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Foreign Exchange

Volumes slide at EBS in August; nearly halve on the year

FX volumes at EBS, the Icap-owned electronic broker and once the world’s largest FX trading platform, fell sharply in August, as the lack of volatility in the market weighed on activity.

Average daily spot volumes at EBS were $95.5 billion last month. That was down 11% from July and 49% lower than August last year. It was also the lowest since Icap bought the firm in 2006 and just the second time that volumes on EBS have slipped below the $100 billion mark.

 EBS average daily volumes ($billion)

 
The drop in volumes at EBS is likely to put more pressure on the firm’s management team, which this week announced a series of changes to the trading rules on its platform after a review by new chief executive Gil Mandelzis.

He believes the changes will address EBS client concerns about the ability of high-frequency trading systems to take advantage of decimalization in FX trading, as well as their ability to transact currencies at high speeds.

He will be hoping that the refinements to EBS’s brokerage mechanisms will result in a pick-up in volumes once they are implemented on September 17.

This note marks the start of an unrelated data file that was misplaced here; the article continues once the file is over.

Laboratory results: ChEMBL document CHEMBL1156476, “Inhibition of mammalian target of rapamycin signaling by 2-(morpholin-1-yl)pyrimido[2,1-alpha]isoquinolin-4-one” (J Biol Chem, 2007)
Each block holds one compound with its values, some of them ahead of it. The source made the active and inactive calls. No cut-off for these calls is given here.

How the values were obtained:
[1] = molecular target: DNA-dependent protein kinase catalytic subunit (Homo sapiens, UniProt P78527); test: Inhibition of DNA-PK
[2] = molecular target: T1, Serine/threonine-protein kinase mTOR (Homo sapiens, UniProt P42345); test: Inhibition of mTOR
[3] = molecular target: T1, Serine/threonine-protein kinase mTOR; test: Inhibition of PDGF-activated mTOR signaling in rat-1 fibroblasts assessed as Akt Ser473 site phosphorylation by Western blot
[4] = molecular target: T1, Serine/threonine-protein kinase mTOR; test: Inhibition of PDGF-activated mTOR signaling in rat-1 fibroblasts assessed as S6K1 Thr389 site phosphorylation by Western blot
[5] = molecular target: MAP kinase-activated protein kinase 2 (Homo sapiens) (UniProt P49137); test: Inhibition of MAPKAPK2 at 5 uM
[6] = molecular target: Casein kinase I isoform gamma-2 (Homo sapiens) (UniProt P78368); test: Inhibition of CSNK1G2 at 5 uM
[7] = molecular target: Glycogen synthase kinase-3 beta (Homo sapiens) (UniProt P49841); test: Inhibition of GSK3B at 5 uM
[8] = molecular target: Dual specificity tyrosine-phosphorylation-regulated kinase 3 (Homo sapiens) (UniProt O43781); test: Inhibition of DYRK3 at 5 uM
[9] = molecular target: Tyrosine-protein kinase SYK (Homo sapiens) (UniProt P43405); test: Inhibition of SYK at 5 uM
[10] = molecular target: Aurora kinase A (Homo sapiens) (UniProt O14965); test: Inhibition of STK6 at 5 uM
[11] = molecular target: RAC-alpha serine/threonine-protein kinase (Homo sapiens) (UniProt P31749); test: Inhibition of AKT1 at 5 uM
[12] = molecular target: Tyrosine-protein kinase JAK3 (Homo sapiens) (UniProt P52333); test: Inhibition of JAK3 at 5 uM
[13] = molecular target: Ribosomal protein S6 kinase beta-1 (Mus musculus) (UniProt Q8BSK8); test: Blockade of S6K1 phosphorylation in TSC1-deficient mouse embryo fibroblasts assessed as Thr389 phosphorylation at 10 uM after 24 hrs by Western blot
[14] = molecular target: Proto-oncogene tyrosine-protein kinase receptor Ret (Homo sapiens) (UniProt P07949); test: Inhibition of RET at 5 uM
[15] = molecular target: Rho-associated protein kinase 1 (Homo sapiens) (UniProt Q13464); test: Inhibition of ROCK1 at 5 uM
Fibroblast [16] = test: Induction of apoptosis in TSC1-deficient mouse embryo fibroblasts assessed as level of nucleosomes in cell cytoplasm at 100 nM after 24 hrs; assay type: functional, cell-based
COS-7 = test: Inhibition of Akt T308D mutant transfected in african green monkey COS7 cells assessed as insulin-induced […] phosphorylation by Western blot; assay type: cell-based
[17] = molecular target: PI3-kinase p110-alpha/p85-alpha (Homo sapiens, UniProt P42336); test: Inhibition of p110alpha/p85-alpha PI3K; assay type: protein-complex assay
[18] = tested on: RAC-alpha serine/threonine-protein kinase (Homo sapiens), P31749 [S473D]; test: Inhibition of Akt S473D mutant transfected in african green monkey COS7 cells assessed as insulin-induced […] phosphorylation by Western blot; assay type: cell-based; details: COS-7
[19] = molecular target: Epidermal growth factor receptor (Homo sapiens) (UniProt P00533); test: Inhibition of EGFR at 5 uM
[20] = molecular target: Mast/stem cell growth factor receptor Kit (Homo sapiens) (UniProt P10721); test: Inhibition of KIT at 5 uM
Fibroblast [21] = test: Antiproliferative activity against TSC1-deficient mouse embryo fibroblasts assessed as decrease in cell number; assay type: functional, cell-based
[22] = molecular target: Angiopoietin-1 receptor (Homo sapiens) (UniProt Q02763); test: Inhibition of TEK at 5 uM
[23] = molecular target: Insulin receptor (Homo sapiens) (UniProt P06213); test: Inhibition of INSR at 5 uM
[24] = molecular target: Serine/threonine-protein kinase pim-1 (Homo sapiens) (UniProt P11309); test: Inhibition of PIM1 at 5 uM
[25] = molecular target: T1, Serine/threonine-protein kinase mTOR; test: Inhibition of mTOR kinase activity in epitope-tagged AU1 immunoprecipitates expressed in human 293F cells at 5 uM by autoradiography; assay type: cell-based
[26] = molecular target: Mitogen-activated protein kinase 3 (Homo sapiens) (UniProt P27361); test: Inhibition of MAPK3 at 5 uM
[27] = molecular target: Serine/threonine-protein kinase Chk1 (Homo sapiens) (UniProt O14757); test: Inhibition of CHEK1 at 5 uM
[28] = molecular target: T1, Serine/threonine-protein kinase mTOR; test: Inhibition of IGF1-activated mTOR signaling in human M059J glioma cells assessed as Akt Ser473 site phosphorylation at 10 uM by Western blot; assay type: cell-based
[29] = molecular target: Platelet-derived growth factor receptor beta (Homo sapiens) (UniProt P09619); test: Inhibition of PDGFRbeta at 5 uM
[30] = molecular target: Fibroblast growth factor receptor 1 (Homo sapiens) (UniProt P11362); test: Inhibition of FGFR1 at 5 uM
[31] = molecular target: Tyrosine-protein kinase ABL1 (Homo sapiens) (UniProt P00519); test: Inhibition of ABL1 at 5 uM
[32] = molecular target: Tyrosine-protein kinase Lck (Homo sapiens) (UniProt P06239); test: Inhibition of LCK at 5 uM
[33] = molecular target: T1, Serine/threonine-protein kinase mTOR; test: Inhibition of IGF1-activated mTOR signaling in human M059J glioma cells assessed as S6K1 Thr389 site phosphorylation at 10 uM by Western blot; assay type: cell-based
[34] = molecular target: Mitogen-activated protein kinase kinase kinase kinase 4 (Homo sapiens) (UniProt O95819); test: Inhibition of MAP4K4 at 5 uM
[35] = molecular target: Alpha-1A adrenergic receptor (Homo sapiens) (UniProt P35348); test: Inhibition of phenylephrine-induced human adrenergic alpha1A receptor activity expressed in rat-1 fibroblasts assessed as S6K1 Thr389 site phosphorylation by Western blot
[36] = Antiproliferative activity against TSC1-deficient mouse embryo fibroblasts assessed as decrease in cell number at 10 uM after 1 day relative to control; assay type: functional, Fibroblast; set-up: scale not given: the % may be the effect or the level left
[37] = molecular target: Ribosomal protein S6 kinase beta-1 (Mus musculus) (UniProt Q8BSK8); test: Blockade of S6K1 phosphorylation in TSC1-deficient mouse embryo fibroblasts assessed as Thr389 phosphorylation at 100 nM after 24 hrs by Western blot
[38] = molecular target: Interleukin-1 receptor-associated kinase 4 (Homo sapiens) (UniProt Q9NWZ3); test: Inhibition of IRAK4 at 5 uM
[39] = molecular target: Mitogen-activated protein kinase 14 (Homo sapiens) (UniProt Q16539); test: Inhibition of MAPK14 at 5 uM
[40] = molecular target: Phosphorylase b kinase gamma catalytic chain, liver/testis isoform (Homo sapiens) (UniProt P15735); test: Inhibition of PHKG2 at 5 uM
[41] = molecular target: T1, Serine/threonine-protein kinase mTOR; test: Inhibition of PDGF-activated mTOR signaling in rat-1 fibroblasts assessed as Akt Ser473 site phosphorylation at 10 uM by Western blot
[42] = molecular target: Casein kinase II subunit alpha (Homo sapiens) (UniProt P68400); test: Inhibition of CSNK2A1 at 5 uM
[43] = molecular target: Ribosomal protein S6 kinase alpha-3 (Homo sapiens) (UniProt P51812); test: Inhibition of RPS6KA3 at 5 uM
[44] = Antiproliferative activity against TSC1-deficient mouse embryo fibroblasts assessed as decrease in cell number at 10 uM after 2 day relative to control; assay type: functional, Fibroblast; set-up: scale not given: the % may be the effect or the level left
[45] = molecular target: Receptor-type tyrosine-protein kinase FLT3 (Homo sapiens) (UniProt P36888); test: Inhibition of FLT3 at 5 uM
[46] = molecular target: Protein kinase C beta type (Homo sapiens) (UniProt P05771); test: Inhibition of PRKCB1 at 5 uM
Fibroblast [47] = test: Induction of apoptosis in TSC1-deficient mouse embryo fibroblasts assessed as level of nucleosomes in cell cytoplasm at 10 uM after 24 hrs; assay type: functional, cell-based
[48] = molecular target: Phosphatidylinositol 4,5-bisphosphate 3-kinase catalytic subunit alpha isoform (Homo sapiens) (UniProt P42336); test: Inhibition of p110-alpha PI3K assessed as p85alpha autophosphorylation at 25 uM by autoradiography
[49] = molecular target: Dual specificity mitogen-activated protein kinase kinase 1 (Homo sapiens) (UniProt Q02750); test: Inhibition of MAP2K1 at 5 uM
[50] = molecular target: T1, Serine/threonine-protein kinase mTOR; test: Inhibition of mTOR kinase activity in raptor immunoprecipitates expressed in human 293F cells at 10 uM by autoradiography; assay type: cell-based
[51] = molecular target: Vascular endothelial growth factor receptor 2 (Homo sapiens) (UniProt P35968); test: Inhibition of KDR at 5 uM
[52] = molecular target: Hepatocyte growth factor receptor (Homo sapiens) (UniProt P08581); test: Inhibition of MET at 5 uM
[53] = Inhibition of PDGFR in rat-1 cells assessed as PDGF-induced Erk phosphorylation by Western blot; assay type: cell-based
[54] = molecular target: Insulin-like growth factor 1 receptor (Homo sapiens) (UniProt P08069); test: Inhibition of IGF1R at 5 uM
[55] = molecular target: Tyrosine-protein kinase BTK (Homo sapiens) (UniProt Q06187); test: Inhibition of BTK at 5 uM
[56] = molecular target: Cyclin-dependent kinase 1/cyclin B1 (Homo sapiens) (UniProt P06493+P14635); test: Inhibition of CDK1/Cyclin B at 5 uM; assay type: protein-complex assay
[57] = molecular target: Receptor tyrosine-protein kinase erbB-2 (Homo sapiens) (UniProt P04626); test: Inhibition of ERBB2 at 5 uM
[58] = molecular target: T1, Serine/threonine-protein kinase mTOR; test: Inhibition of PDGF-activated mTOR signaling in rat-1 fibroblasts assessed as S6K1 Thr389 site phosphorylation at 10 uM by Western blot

EBS is not, however, alone among leading FX trading venues in seeing a drop in volumes last month.

Thomson Reuters, which last year overtook EBS to become the largest FX platform by volume, saw volumes drop by 11.5% in August, while CME Group reported a 9% fall. Volumes on both platforms dropped to levels last seen in 2009.

“The question everyone in the institutional FX sector is asking, is whether the near-term precipitous drop in FX volumes represents just a very slow summer or some more serious shift in trading patterns,” says Gerald Segal, managing director at online FX analysis firm LeapRate.

The answer would appear to be a combination of both, with the traditional summer lull coinciding with a marked drop in volatility.

Indeed, by some measures, FX volatility has dropped to its lowest level since August 2008, just before the collapse of Lehman Brothers wrought turmoil across global financial markets.

A main factor in driving down volatility and boosting investor confidence was European Central Bank (ECB) president Mario Draghi’s pledge in late July to do whatever it takes to preserve the euro.

The announcement on Thursday of a new peripheral bond-buying scheme from the ECB saw Draghi make good on that promise. In the short-term, that should keep a lid on volatility – and hence FX volumes.

However, some believe the market has become complacent about global growth and that the current optimism across financial markets will dissipate. If they are right, FX activity should pick up in the coming months.

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